SOURCE: Central Vermont Public Service Corporation

Central Vermont Public Service Corporation

June 22, 2010 13:33 ET

CV Unveils Solar Array and Education Center

RUTLAND, VT--(Marketwire - June 22, 2010) -  Embracing renewable energy and hoping to educate Vermonters about it, Central Vermont Public Service (NYSE: CV) today unveiled its new Rutland Town solar project and renewable energy education center.

CV President Bob Young was joined by Gov. Jim Douglas and representatives of the Stafford Technical Center and International Brotherhood of Electrical Workers - Local 300, who helped build the most publicly accessible solar project in the state.

"This will be much more than just a solar project," Douglas said. "It is a true renewable education complex, with hydro generation across Route 7, and a wind measurement tower that may be replaced with a wind turbine or two in the future. Together with the educational displays, these generation facilities will educate thousands of Vermont students who will be welcomed in the next few years."

Along with the solar display, CV installed six museum-style educational displays that will provide visitors with a self-guided look at the array and other forms of renewable energy. While formal tours will be available to schools and other organizations, the displays highlight CV's power supply history and explain how five different renewable energy sources create electricity.

"We felt it was important to not just build the solar array, but to make it accessible to the public so people could learn about the project and renewable energy production," CV President Bob Young said. "We are quite proud of the fact that we have arguably the cleanest power supply in the nation, but we also wanted to explain in simple terms the complexities of renewable energy generation."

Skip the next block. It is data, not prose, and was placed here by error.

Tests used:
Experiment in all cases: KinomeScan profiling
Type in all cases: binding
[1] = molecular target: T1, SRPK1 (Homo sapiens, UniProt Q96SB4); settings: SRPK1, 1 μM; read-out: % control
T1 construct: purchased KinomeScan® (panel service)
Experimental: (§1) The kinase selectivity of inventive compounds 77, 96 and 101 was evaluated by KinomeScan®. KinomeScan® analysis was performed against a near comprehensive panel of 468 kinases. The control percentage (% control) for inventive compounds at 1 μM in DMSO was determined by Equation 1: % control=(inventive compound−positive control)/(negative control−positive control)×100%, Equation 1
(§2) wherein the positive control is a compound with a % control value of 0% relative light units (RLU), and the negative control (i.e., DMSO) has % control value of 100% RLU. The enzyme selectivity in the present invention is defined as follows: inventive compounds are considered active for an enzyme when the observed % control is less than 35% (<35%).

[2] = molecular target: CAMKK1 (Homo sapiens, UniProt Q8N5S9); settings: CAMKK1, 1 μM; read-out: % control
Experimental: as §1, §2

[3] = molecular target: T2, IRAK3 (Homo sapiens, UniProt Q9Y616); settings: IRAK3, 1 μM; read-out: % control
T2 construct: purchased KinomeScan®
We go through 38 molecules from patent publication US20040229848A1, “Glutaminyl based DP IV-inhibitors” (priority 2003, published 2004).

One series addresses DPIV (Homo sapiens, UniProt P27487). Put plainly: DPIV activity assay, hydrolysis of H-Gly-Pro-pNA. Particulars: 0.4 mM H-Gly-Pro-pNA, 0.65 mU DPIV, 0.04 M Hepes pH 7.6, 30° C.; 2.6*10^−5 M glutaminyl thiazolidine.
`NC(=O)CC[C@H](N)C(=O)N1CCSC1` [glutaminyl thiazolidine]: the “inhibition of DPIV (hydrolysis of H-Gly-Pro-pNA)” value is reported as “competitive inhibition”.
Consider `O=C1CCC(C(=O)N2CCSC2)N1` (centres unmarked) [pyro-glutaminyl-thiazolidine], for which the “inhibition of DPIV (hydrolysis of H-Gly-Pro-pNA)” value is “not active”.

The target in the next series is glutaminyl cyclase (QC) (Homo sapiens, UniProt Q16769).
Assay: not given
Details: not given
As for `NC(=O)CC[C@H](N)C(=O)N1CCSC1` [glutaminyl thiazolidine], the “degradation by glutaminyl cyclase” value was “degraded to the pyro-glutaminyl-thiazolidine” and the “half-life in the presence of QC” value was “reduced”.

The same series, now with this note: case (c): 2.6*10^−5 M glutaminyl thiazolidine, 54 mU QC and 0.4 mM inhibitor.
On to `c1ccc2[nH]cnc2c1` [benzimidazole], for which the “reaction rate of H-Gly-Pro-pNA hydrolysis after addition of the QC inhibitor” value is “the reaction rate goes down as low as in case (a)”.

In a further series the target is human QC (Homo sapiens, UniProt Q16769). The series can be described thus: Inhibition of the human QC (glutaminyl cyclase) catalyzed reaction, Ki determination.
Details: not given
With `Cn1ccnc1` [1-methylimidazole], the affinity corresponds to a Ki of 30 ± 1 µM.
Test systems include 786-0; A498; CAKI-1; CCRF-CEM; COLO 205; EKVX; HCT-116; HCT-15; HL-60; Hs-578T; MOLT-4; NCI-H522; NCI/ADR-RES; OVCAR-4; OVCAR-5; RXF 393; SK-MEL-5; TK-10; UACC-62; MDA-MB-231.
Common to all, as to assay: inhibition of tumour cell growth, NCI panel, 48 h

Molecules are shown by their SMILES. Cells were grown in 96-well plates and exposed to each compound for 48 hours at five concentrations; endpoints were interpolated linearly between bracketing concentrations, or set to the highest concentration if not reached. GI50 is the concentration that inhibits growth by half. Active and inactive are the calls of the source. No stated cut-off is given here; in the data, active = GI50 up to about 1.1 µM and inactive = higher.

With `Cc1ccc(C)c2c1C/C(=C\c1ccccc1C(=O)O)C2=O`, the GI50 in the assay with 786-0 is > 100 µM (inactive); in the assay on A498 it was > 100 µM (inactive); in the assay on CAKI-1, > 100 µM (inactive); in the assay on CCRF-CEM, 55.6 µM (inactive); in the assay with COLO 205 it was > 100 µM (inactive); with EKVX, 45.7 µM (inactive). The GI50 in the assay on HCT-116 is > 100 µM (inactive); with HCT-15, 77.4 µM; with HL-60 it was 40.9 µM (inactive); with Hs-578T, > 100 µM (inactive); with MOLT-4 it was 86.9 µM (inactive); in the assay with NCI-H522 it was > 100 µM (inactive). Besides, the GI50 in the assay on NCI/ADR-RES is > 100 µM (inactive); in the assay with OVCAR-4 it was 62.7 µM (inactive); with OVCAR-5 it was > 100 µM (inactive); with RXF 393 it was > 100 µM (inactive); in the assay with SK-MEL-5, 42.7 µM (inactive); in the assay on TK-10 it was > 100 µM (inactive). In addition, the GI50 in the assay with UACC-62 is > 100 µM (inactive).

The displays are designed for all ages, and provide simple but factual explanations of generation via wind, water, biomass, sunlight and cow manure, or CVPS Cow Power™.

Stafford Director Lyle Jepson said the project afforded students a tremendous opportunity. "Hands-on learning is critical to our students, and this project provided not only that, but an opportunity to work with a major local employer and understand how it operates," Jepson said. "They got to work with union members, with senior CV employees and with contractors, all of them as focused on the students' education as on their own jobs."

The educational aspects of the project prompted special note from the Vermont Public Service Board when it approved the plan last year.

"Unlike most utility projects reviewed by the board, the project is designed to be highly visible in order to fulfill one of its intended purposes -- public education of photovoltaic projects," the PSB said. "The integration of educational materials and interpretive signs into the project design, along with the proposed installation of new plantings, represents appropriate mitigation for any changes associated with the removal of existing trees... Parking and pedestrian access... plantings, and the equipment shed, all designed by local high school students at the Stafford Technical Center in Rutland, are intended to enhance both the appearance of the site and the educational value of the project for local students and the general public."

Matt Lash, marketing and business development director for the IBEW, which represents about half of CV's 530 employees, lauded the collaboration, which also included CV Solar and Wind, Sherwin Electric and Reknew Energy Systems Inc. "Our partnership with CV has grown way beyond the day-to-day operations of the core utility business," Lash said. "CV never considered using non-union labor, which speaks volumes about how we have grown together to serve our collective customers and the state of Vermont."

The 50-kilowatt solar project includes 264 solar panels, each 3 by 5 feet wide, mounted eight at a time to create 33 individual, stationary modules. Under perfect sun conditions, the project can produce enough energy to power about 50 homes; over the course of an average year, it is expected to provide enough energy to meet the entire needs of 10 to 11 homes. The approximately $400,000 project was funded by CVPS, a rebate on insurance related to the sale of Vermont Yankee, and a grant from the Vermont Clean Energy Development Fund.

Contact Information

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